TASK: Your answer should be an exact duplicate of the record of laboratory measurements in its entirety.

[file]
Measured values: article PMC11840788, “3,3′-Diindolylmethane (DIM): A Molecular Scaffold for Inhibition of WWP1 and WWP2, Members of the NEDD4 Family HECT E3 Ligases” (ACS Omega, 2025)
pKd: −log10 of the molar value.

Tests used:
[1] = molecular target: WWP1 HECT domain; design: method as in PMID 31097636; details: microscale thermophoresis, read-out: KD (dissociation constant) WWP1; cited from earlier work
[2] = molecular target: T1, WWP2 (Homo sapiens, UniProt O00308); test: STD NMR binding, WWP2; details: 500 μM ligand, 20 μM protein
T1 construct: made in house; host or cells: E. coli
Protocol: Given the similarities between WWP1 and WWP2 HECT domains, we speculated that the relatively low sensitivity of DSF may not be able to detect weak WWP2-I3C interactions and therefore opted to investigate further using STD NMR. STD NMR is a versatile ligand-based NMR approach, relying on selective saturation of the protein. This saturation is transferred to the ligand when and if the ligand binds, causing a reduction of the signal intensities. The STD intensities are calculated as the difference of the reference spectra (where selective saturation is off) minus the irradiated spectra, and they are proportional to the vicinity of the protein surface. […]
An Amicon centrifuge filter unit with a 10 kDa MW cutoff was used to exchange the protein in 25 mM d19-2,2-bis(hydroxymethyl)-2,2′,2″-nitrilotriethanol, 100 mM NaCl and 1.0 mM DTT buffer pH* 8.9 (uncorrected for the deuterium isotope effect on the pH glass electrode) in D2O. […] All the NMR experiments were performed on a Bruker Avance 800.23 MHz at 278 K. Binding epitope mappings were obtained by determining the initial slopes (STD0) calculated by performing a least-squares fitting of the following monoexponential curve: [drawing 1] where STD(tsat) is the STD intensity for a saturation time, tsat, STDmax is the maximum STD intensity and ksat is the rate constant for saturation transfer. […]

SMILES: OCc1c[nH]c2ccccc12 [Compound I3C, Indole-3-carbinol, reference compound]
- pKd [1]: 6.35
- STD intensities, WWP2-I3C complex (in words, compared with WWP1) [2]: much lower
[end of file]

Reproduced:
Measured values: article PMC11840788, “3,3′-Diindolylmethane (DIM): A Molecular Scaffold for Inhibition of WWP1 and WWP2, Members of the NEDD4 Family HECT E3 Ligases” (ACS Omega, 2025)
pKd: −log10 of the molar value.

Tests used:
[1] = molecular target: WWP1 HECT domain; design: method as in PMID 31097636; details: microscale thermophoresis, read-out: KD (dissociation constant) WWP1; cited from earlier work
[2] = molecular target: T1, WWP2 (Homo sapiens, UniProt O00308); test: STD NMR binding, WWP2; details: 500 μM ligand, 20 μM protein
T1 construct: made in house; host or cells: E. coli
Protocol: Given the similarities between WWP1 and WWP2 HECT domains, we speculated that the relatively low sensitivity of DSF may not be able to detect weak WWP2-I3C interactions and therefore opted to investigate further using STD NMR. STD NMR is a versatile ligand-based NMR approach, relying on selective saturation of the protein. This saturation is transferred to the ligand when and if the ligand binds, causing a reduction of the signal intensities. The STD intensities are calculated as the difference of the reference spectra (where selective saturation is off) minus the irradiated spectra, and they are proportional to the vicinity of the protein surface. […]
An Amicon centrifuge filter unit with a 10 kDa MW cutoff was used to exchange the protein in 25 mM d19-2,2-bis(hydroxymethyl)-2,2′,2″-nitrilotriethanol, 100 mM NaCl and 1.0 mM DTT buffer pH* 8.9 (uncorrected for the deuterium isotope effect on the pH glass electrode) in D2O. […] All the NMR experiments were performed on a Bruker Avance 800.23 MHz at 278 K. Binding epitope mappings were obtained by determining the initial slopes (STD0) calculated by performing a least-squares fitting of the following monoexponential curve: [drawing 1] where STD(tsat) is the STD intensity for a saturation time, tsat, STDmax is the maximum STD intensity and ksat is the rate constant for saturation transfer. […]

SMILES: OCc1c[nH]c2ccccc12 [Compound I3C, Indole-3-carbinol, reference compound]
- pKd [1]: 6.35
- STD intensities, WWP2-I3C complex (in words, compared with WWP1) [2]: much lower